It’s much easier, for instance, to compliment someone behind his or her back, but if you disallow all subjective comments about someone who isn’t present, such compliments would be a problem. Some authoritarian institutions want any personal comments put into an incident report. But gossip is quick, easy, and immediate, and it’s much more natural.
Second, be vigilant and weed out toxic gossip. In our perspective, we list both direct and indirect adverse effects of gossip that is malicious or misinformed. When you are faced with toxic gossip, declare your immediate discomfort. Handle it individually and escalate it up through more formal reporting systems if the toxic gossip persists.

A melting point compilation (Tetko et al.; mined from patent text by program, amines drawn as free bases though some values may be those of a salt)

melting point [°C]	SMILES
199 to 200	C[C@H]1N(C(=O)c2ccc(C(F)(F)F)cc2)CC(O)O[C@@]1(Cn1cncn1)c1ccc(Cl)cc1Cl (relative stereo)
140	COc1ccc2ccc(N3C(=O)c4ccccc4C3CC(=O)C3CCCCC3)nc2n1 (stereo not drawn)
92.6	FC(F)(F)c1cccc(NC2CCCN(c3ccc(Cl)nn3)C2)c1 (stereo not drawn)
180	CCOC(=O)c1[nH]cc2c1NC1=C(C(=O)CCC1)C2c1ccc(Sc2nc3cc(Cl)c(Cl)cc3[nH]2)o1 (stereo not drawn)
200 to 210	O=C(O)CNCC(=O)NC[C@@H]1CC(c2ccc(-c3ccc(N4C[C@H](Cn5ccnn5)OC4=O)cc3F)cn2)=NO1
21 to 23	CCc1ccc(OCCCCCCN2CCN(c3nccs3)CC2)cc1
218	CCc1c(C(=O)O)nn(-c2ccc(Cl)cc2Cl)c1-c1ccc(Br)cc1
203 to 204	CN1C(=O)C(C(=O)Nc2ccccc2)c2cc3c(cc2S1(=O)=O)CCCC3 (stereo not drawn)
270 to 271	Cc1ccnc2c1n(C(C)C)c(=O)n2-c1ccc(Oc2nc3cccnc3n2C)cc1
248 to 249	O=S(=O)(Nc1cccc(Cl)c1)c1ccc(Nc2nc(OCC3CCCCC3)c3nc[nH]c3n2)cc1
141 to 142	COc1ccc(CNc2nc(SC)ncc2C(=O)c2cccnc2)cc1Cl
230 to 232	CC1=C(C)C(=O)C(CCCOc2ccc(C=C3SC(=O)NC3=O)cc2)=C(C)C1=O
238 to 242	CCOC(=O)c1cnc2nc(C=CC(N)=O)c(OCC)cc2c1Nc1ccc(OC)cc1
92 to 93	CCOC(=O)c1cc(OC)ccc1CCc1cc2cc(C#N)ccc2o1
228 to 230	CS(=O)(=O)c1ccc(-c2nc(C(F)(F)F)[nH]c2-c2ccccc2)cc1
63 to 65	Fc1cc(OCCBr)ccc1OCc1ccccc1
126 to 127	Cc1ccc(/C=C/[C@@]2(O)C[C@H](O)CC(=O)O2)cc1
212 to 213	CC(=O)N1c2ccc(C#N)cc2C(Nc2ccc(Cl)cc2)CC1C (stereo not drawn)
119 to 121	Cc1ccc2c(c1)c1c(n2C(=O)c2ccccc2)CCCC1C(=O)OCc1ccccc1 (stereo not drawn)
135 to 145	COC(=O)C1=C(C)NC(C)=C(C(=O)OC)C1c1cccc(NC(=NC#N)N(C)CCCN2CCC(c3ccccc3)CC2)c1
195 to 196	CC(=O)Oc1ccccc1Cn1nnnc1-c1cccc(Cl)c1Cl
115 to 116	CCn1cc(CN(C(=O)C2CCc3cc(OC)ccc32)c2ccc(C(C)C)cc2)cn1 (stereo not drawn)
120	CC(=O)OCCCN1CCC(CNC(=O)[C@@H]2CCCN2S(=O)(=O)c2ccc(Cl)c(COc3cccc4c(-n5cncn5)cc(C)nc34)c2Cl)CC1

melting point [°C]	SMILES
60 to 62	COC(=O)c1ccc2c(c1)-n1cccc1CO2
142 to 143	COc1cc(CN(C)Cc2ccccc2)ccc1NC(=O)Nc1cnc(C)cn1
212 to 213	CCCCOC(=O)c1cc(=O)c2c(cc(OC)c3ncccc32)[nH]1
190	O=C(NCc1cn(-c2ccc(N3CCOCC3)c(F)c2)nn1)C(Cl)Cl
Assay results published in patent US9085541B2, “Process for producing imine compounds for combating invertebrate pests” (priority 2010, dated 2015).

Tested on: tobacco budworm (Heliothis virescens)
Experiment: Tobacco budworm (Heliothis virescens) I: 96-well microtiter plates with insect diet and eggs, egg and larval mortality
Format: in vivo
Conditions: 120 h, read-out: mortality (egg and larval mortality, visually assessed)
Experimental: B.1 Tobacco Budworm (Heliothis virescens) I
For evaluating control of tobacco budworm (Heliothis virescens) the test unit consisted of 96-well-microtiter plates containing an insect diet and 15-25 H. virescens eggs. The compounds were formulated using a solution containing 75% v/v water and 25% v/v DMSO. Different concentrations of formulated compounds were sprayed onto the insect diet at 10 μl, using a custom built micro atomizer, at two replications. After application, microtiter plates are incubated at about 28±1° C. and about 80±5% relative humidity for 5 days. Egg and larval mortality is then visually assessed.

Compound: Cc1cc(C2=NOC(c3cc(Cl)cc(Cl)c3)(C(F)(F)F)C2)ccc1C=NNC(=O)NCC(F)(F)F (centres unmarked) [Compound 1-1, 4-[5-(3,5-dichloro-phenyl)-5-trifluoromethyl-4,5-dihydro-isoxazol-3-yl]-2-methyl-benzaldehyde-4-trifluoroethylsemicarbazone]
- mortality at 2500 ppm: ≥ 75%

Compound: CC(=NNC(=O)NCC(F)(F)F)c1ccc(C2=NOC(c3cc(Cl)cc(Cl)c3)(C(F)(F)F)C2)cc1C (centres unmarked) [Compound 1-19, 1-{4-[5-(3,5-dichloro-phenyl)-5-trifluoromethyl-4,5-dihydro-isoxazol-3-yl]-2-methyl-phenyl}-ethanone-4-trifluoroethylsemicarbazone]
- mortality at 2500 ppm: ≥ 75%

Third, make time for gossip even when you can connect only electronically. When I’m running a Zoom session, I sign on five minutes early to give individuals some time for friendly banter and to share personal information.
You describe several potential benefits of gossip. Which do you think is the most important?
If I was an economist, I’d say the essential contribution of gossip is group coordination and coaching. It’s an effective way to guide people who are working hard, and it helps get rid of moral hazard and the free-rider problem. It’s hugely important in helping group members police themselves and safeguard their reputation.